Creighton Collaborates to Bring Psychiatric Services to OneWorld Community Health Center
Kristine McVea, MD, knew something had to be done.
With 350 patients on a waiting list for mental health treatment, and the list growing longer daily — with her nonprofit network of clinics seeing tens of thousands of patients every year for the usual range of human ailments — the mental health component was just out of control.
McVea is the chief medical officer for OneWorld Community Health Centers, Inc., a nonprofit network of clinics that serves the uninsured and the underinsured populations in Omaha and surrounding communities. More than 90% of OneWorld’s clients live below 200% of the federal poverty line and 75% are members of racial-ethnic minority groups, primarily Latinos.
Efforts to work with outside providers had largely foundered, and the network’s primary care physicians were becoming by default providers of psychiatric services.
As it happened, a solution that over a three-year period would eliminate that mental health waiting list, improve the quality of mental health care and involve the American Psychiatric Association (APA), was gestating at Creighton University.
That solution was the subject of a December 2019 report in Psychiatric Services, the online publication of the APA. Titled “How a Health Center Eliminated the Waiting List for Psychiatric Services,” the report chronicled the success of the Creighton and OneWorld collaboration.
Thomas Svolos, MD, who in 2014 was chair of Creighton University’s Department of Psychiatry, was looking for opportunities for psychiatric resident physicians to gain clinical experience in a primary care setting. In addition, Shannon Kinnan, MD, a member of the department’s core faculty who speaks Spanish, was interested in promoting mental health in the Hispanic community and was amenable to taking a part-time post with OneWorld.
It was an obvious deal to make.
Kinnan signed on with OneWorld as a part-time psychiatric consultant, and began what turned out to be a three-cycle integrated care process that reduced the waiting list from 350 to 252 for the first cycle and from 252 to 154 during the second cycle, each cycle lasting between 11 and 13 months. During the third cycle, when the Collaborative Care Model (CoCM) was fully introduced after a period of preparation, the waitlist dropped from 154 to just one, with the waiting period for new patients cut from six months to one or two weeks.
“When I first heard about the CoCM concept, it felt very foreign. But then I thought that teaching attendings (attending physicians) already do similar work.” Kinnan says. “A lot of times we hear from a resident doctor, who often does most of the assessment. They run a case by you, you ask a few more questions and you give an OK depending on their level of training. The Collaborative Care Model is very similar to that, just different professionals.”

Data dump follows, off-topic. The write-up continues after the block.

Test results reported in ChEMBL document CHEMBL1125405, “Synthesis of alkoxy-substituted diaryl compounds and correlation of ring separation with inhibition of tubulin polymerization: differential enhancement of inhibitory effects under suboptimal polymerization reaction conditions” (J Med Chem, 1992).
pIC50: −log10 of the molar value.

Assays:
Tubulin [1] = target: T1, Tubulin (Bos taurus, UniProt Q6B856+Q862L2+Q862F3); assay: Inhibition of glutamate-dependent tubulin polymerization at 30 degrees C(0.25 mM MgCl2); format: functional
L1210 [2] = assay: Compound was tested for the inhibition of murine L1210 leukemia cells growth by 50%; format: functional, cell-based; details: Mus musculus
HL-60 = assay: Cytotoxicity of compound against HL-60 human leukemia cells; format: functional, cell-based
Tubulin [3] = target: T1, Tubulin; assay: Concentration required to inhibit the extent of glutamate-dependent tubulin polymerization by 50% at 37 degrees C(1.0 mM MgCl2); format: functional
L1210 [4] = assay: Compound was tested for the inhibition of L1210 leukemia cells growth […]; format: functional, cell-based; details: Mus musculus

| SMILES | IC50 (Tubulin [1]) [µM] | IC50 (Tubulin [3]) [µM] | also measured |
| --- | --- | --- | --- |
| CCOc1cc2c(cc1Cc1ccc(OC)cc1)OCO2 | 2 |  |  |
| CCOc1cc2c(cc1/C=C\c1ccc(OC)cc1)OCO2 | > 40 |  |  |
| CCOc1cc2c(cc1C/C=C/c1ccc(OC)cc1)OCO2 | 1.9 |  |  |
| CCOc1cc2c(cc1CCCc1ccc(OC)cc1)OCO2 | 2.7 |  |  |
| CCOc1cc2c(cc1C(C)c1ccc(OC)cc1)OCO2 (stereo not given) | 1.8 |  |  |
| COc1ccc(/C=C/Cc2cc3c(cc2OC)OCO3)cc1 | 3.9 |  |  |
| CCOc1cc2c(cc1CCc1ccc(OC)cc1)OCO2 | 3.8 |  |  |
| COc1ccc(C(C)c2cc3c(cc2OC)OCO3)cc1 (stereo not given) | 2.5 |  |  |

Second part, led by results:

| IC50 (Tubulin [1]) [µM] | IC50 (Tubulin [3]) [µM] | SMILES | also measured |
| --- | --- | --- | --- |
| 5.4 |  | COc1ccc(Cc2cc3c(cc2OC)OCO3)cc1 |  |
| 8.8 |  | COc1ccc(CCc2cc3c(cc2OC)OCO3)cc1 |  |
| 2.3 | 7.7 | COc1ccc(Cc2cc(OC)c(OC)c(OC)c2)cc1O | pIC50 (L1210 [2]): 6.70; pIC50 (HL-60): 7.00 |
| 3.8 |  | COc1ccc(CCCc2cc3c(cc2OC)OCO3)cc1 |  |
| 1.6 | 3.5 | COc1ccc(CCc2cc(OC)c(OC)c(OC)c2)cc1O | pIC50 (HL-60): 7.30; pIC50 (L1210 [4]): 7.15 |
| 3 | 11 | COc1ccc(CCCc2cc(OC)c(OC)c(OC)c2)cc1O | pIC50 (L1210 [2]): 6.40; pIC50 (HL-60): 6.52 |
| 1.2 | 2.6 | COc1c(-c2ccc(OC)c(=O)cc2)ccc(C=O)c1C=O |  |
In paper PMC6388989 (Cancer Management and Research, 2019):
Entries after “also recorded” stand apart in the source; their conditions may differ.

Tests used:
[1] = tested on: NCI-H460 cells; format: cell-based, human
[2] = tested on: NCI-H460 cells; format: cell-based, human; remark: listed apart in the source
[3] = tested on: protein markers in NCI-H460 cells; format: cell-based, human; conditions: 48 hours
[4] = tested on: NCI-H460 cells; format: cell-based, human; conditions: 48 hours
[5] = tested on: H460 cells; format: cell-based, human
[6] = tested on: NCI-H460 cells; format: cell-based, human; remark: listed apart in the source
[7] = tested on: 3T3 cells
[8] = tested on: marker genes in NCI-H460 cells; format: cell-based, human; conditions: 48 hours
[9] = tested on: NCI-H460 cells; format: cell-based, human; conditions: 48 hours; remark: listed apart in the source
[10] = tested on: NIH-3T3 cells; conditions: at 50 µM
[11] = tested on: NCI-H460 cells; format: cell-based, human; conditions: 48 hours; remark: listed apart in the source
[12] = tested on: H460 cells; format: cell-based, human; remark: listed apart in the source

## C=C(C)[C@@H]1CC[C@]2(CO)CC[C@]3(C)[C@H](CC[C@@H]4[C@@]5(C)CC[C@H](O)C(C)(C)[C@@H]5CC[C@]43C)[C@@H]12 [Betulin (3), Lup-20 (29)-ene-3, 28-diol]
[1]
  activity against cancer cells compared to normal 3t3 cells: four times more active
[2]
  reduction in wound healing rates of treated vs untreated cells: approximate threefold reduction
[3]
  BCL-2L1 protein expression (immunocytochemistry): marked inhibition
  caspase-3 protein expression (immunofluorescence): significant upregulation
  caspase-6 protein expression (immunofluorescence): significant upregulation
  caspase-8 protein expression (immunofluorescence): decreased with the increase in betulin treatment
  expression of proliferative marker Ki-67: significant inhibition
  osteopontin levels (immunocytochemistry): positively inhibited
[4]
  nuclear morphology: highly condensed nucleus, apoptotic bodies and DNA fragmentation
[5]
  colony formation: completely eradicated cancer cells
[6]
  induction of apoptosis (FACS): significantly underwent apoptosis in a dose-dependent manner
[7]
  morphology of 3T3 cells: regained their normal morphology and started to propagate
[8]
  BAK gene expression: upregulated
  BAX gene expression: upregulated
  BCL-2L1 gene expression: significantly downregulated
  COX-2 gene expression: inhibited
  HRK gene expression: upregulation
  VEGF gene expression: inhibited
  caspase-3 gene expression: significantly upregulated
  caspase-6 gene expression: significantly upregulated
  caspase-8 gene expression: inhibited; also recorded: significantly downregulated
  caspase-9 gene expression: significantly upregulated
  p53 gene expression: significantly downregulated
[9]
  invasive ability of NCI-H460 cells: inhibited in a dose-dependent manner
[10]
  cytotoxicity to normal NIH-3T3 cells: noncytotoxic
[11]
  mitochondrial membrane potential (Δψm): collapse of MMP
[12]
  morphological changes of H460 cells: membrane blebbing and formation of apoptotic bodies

CoCM is an integrated model. In this instance at OneWorld, the team consists of the primary care physician; a mental health therapist who does much of the interviewing and assessment of patients deemed in need of care; and a psychiatrist who receives the therapist’s report and makes recommendations to the attending physician.
Kinnan completed an APA training course in CoCM before introducing the program to OneWorld. Now fully operational, the program is providing great benefit not just to OneWorld but also to Creighton’s psychiatric residents.
“It exposes them to a new model of care that’s growing nationally and will put them ahead of the curve in adopting a new method that I hope will see wider and wider use,” she says.
The partnership with Creighton, and the consequent introduction of the CoCM program, proved effective quickly, McVea says.
“This is a model that’s innovative and is meeting needs that traditional therapy is not meeting, and it’s exciting to see, even in a short amount of time, the tremendous progress that patients make,” she says.
For Svolos, the experience has been testimony to the value of collaboration across institutions.
“This is what an academic institution like Creighton can bring to a clinical organization,” he says. “An organization may have a problem it’s not sure how to deal with, while Creighton has the expertise to know who’s doing what nationally, and what’s working well that might be copied.”
The spread of the COVID-19 virus has not halted the program, Kinnan said, though new procedures are in place. All of OneWorld’s psychiatric and behavioral health services became virtual as of March 23. Patients are connected via Zoom to their providers and telephone calls are used if internet access is unavailable.
Staffing for CoCM patients occurs weekly in a virtual meeting, also via Zoom. Patients receiving in-person medical care who request to see a therapist have access to them, again via Zoom.